[Mono-list] Class library developers: locking issues to keep in mind

Serge serge@wildwestsoftware.com
Mon, 29 Oct 2001 11:09:49 +0200

> Clever, but broken :)
Well, let's try to repair ;-)

Let's use Java model, since NET's locking semantics are not clear at the
moment :)
Quotes are taken from Doug Lea's "Concurrent Programmin in Java (2nd ed.)"
chapter pp 94-95, this chapter is also available online ([1]).

> Flaw #1: Now, the order in which JVM sends updates from local memory to
> shared mememory is arbitrary.
That's right. Good point.
"If a field is declared as volatile, any value written to it is flushed and
made visible by the writer thread before the writer thread performs any
further memory operation (i.e., for the purposes at hand it is flushed
So declaring them volatile would help (but see below, flaw #2). And Miguel
confirmed that volatile has essentially the same semantics in .NET.

> Flaw #2: Assuming that initializer points to DummyInit, singleton may
> still point not to null but to a incompletely initialized instance of
> Singleton instance
Nope, there are only two possibilities - either fully initialized singleton
or null. Instance is only created inside the fully synchronized method
"In essence, releasing a lock forces a flush of all writes from working
memory employed by the thread, and acquiring a lock forces a (re)load of the
values of accessible fields." But this is only in the case if "writing
thread releases a synchronization lock and a reading thread subsequently
acquires that same synchronization lock", so you're right, due to
unspecified flushing sequence another thread that sees DummyInit, could see
(singleton == null) but never incompletely initialized singleton.
Volatile should help with that (changes are immediately visible).
Other possible fixes (in absence of volatile for example, or if volatile
doesn't guaranties immediate flushing):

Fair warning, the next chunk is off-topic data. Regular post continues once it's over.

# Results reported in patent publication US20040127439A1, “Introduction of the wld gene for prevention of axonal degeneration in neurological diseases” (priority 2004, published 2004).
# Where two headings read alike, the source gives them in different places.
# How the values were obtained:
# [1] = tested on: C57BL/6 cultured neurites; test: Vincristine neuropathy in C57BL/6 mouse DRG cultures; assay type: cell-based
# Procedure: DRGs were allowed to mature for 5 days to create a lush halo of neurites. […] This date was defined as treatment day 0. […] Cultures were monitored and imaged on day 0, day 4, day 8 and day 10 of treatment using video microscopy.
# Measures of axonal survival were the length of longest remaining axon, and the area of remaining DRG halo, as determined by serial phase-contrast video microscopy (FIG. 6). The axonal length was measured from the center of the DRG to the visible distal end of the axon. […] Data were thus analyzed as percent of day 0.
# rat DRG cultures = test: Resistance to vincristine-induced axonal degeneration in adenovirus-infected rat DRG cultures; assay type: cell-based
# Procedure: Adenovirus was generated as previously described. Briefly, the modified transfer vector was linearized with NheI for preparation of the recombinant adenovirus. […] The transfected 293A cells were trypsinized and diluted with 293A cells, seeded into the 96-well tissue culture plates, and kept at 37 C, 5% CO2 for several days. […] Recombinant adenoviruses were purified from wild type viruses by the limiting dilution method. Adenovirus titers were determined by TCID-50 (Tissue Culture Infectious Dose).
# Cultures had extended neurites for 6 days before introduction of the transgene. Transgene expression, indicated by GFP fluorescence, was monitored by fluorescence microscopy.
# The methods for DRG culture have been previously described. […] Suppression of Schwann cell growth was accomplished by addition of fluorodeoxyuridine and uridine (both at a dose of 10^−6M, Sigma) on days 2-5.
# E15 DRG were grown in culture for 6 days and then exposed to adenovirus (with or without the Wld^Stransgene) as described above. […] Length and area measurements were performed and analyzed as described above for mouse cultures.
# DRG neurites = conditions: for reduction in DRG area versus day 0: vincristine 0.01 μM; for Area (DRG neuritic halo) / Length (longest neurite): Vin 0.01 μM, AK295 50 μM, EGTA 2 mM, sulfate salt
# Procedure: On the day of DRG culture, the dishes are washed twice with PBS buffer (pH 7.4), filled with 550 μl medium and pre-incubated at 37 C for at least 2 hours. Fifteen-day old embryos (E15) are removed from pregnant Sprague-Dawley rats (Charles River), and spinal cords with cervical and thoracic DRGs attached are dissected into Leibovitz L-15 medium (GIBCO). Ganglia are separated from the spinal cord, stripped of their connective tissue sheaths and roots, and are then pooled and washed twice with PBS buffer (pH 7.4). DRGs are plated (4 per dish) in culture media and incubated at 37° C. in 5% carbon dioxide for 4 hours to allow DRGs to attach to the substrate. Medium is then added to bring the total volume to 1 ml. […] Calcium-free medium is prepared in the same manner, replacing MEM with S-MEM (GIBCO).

1) Add yet another check:
     public static object GetHeavyObject ()
          // calling either RealInit or DummyInit
          initializer  ();

          // at this point singleton is either null
          // or fully initialized object

          // now check it again
          if (singleton == null) RealInit ();

          // if RealInit invoked here, then
          // all values will be reloaded.
          // That's because RealInit is fully-synched,
          // see quote for Flow 2

          return singleton;

It is safe to call RealInit, because it is a) fully-synchronized b) contains
it's own check so singleton will be created only once in any case.

2) Spawn yet another thread inside the RealInit, that will perform
initialization and exit. Then Join.
"As a thread terminates, all written variables are flushed to main memory."
Of course, thread only spawned if (singleton == null)

> Flaw #3: A minor one. The order of sending updated to shared memory
> might be vice versa: first singleton, then initializer. In that case,
> RealInit might be executed several times for one thread, because
> initializer is not always changed to DummyInit inside RealInit. If
> singleton is not null, initializer will still keep on poiting to ReadInit.

Nope, it will never execute more than once for one thread - RealInit is
entirely locked, if (sinleton == null) branch is only executed exactly one
in any case.
However, different thread(s) could enter RealInit before it's completed, it
will wait on method's lock held by the first thread. After the first thread
finishes executing RealInit and releases lock all changes are visible to the
second thread (see quote from Flow 2).
Actually, this one is the main problem. Theoretically, there could be
arbitrary number of thread waiting for RealInit lock. Those are the threads
started during the time RealInit's body is executed. This will work
correctly though - RealInit acts just like simple initializer with
serialized access (without DCL). But this will have performance impact of

Anyhow, I think either volatile access or above two fixes should eliminate
any issues (sure, it's quite possible that I'm wrong :-)

Any thoughts?


[1] http://gee.cs.oswego.edu/dl/cpj/jmm.html